Monday, November 11, 2013
preserving the torch
Today is Veterans' Day in the United States. In Canada and Great Britain, it is Remembrance Day.
It is the day we specifically set aside to remember all of the servicemen who have protected our values -- in war or in peace. But its roots are in a specific war. World War One. The war that was to end all wars. And to make the world safe for democracy.
Both phrases are now associated with President Wilson, even though the first originated with H.G. Wells. Of course, nothing of the sort happened. The Twentieth Century was filled with one war after another. And the world is no safer for democracy than it was in 1918.
And 1918 is important for our tale. Because it was on the 11th day of the 11th month at the 11th hour of that year that an armistice was declared in Europe ending what then seemed to be the most brutal war of human history. Since then, we have honored not only the men who fought in that war, but also anyone who served in the armed forces in the pursuit of an orderly and peaceful world.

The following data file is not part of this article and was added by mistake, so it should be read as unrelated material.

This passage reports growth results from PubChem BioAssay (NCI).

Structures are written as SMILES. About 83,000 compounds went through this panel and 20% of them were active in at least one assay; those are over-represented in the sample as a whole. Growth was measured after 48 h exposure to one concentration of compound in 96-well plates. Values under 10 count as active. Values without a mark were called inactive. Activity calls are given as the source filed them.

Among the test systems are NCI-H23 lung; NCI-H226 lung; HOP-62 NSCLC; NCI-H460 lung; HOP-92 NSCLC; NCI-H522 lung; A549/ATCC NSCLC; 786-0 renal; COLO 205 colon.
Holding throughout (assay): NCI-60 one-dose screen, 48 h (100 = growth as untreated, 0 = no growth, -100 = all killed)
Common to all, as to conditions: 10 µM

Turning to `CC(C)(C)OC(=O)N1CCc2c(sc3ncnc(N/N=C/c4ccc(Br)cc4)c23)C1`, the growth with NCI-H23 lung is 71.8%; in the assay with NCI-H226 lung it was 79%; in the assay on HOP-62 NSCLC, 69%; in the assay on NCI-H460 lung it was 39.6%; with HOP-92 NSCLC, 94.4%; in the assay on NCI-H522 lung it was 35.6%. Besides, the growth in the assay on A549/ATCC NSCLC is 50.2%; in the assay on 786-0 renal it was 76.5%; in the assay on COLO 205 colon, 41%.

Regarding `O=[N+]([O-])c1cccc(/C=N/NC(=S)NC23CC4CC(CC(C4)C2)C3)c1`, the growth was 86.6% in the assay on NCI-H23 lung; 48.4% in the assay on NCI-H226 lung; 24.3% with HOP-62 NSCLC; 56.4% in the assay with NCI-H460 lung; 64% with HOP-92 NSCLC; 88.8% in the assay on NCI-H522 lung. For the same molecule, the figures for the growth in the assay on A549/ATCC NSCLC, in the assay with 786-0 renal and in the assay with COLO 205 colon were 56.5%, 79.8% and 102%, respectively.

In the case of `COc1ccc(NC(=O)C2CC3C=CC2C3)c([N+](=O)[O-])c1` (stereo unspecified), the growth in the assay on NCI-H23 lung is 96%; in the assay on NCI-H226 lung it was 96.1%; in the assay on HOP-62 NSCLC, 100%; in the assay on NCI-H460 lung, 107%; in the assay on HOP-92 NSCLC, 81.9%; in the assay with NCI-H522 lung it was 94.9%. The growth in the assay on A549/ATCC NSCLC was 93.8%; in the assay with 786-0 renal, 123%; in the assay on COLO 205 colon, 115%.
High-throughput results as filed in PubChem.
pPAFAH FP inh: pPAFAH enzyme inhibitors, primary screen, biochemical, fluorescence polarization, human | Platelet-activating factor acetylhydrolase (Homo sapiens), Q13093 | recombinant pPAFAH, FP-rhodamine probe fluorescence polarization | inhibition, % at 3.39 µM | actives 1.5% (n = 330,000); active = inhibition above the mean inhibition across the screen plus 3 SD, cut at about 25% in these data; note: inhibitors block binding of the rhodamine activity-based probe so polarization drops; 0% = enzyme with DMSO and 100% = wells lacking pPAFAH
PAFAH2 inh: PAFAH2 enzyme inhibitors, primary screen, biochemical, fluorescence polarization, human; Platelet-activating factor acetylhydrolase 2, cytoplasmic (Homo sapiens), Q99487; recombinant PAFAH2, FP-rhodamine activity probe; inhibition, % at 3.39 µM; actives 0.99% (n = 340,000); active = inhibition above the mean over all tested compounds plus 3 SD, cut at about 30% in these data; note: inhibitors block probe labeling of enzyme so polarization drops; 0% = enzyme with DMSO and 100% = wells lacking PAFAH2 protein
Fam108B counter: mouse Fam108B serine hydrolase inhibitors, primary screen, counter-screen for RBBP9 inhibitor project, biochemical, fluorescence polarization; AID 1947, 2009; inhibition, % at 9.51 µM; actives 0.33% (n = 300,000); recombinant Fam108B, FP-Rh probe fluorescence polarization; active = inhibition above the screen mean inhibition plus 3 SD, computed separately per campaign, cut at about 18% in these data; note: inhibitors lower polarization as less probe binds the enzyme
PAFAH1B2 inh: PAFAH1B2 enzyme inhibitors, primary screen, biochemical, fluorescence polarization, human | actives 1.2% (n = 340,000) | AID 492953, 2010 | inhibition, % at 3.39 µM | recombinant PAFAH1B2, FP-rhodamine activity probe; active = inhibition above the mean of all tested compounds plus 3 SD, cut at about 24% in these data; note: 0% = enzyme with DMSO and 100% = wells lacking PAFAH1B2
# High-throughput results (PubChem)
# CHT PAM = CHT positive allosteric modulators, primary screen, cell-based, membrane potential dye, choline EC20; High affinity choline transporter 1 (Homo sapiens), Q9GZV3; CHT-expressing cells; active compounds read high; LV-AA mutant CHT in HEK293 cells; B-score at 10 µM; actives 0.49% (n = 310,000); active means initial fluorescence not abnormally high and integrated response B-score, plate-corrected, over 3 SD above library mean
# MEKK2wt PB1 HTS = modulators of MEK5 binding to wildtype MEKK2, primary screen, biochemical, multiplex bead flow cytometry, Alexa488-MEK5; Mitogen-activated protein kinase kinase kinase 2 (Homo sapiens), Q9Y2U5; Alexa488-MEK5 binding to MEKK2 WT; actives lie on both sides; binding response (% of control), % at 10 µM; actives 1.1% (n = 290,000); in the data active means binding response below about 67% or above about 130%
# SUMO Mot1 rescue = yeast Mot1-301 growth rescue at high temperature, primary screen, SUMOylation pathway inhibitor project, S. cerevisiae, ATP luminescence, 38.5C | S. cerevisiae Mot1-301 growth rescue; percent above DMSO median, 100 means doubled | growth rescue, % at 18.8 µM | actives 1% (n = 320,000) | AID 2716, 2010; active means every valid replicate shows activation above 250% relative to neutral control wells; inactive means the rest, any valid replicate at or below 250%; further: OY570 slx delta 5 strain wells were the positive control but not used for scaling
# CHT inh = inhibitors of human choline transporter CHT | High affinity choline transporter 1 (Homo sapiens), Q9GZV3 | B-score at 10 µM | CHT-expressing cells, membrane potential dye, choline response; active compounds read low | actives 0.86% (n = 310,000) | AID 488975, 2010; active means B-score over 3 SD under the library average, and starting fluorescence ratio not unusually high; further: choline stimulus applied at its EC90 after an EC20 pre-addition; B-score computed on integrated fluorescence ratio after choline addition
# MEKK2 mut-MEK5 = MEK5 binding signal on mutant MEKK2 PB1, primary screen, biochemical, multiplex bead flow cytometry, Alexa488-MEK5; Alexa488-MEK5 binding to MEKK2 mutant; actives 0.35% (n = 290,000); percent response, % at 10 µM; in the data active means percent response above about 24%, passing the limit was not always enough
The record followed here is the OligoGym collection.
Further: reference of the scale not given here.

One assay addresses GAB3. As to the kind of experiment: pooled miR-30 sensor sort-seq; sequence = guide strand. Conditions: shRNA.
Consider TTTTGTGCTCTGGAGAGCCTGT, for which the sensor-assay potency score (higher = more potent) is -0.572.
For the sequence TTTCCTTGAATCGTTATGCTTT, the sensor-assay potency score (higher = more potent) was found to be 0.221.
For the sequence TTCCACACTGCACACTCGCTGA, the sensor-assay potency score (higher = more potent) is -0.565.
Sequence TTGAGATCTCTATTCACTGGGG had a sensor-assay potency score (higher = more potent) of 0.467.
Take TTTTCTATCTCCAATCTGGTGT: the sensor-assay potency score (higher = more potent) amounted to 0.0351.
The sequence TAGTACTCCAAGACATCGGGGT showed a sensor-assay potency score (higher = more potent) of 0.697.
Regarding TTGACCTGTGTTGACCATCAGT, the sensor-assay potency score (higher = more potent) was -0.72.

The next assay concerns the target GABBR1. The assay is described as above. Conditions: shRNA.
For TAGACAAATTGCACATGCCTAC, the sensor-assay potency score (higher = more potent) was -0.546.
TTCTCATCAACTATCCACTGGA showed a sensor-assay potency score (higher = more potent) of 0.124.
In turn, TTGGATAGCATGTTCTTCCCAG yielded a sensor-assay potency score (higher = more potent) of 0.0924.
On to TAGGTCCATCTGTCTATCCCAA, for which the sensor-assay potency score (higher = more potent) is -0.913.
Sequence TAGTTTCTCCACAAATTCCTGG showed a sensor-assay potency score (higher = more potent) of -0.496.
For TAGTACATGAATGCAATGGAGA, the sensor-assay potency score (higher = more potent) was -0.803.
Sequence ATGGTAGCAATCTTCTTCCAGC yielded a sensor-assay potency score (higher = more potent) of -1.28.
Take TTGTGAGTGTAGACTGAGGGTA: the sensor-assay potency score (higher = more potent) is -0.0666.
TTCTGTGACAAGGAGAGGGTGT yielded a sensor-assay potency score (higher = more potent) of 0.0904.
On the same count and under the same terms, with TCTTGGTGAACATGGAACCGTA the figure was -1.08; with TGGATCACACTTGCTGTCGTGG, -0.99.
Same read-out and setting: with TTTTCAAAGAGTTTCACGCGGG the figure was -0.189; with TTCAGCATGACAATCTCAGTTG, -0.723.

Today I joined a restaurant-full of Mexicans, Canadians, and Americans to honor the fallen and the living in uniform. The ceremony was simple. A playing of The Last Waltz. A moment of silence. A reading of In Flanders Field. And then the singing of the national anthems of the United States, Canada, and Mexico.
I was honored to be asked to read the poem and to lead the singing of the American anthem. Even though, I managed to Robert Goulet the lyrics on the latter.
My little error did not take away from the true sentiment of thankfulness of the people who participated. And we had the very personification of what we were honoring in our midst. Elton Ellsworth is a regular Melaque visitor. But more than that, he is a veteran of World War Two, the Korean War, and the Vietnam War.
For those who have died, For those who have served. For those who stand on guard today. I salute you.